San Diego and Protestor Settle Lawsuit

The city of San Diego recently settled a lawsuit filed against it for unlawful arrest. Said lawsuit began two years ago when an animal rights protestor was arrested. Elizabeth Ann Jacobelly, 50, of San Diego had been protesting the treatment of elephants by the Ringling Bros. and Barnum & Bailey.

On August 26th, 2012, she was arrested outside of the former San Diego Sports Arena (today’s Valley View Casino Center). Security guards originally approached Jacobelly about her protest against alleged mistreatment of the elephants and then put her under citizen’s arrest.

However, things later escalated when police arrived. The San Diego Police Department then put Jacobelly under arrest on suspicion of refusing to leave a privately operated business premise that was located on public property.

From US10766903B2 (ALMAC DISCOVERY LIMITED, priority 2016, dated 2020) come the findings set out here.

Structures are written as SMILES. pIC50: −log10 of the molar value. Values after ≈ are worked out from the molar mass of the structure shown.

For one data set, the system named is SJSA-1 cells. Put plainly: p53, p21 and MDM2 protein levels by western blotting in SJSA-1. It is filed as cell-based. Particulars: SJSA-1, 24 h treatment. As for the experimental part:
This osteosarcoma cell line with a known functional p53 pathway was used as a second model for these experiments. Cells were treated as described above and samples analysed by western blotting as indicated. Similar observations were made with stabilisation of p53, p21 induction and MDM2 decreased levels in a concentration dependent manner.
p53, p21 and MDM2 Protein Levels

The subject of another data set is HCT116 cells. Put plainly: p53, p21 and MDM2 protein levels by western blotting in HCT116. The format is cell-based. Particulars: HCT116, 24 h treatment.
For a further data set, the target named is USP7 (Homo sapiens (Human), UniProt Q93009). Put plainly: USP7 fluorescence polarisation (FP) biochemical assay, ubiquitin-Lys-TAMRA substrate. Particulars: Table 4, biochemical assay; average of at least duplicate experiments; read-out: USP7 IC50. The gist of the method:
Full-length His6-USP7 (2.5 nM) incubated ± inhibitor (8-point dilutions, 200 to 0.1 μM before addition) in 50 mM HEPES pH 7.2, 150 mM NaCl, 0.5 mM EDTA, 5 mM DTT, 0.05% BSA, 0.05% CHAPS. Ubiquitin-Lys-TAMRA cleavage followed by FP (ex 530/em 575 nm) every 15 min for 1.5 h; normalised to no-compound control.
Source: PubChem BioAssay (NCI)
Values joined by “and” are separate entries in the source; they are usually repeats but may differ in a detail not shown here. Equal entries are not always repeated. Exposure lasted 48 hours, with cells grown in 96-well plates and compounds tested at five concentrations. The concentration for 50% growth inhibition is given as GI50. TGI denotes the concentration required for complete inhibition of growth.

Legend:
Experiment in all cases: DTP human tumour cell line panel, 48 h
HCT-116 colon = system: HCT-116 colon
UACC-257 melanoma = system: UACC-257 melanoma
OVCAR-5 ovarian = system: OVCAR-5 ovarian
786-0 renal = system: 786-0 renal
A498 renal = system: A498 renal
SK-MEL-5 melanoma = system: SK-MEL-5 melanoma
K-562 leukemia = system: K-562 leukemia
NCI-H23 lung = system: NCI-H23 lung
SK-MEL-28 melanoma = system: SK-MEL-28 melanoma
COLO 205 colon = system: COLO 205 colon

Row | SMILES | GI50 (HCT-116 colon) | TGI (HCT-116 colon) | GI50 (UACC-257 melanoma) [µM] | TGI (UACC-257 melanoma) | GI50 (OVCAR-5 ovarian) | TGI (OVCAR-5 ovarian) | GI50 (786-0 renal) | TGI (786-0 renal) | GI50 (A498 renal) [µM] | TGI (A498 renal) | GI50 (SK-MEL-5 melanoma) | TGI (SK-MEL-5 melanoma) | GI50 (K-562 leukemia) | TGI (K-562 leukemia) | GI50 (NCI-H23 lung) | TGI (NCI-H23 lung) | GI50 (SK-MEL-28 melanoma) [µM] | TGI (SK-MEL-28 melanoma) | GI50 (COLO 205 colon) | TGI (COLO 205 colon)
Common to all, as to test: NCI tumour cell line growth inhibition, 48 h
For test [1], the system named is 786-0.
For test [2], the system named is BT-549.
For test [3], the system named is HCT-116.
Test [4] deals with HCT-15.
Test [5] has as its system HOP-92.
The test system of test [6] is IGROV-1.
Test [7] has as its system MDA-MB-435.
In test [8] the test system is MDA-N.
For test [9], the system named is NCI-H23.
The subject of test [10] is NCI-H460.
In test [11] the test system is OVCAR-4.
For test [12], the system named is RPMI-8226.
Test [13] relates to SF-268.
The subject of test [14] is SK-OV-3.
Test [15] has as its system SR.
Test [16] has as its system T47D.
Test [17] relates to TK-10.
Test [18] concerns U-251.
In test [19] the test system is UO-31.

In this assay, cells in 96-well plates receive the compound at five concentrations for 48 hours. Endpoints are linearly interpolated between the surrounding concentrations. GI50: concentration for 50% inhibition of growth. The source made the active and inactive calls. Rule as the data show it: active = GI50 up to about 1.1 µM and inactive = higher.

At first, the Superior Court found the protestor guilty of two infractions. However, an appellate court later overturned these rulings on the grounds that Jacobelly was peacefully picketing, which is protected by the municipal code.

Things didn’t end there though. With the convictions overturned, Todd Cardiff and Bryan Pease, both attorneys who work for the Animal Protection and Rescue League, then sued the city of San Diego for damages.

Two years after the original arrest, the legal battle has finally come to an end. San Diego’s attorney’s office, as well a representative from their risk management office, agreed to a settlement this past Wednesday. The agreement will award Jacobelly $15,000 in exchange for the lawsuit being dropped along with any future claims against San Diego.

Interestingly, the resolution came a day before the Ringling Bros. and Barnum & Bailey began another eight-show run here in San Diego, at the same location where Jacobelly was last arrested.

No matter what type of crime you’re accused of, never forget the importance of a qualified attorney. If Jacobelly had not had proper legal representation, she could still have two convictions on her record as opposed to $15,000 in the bank.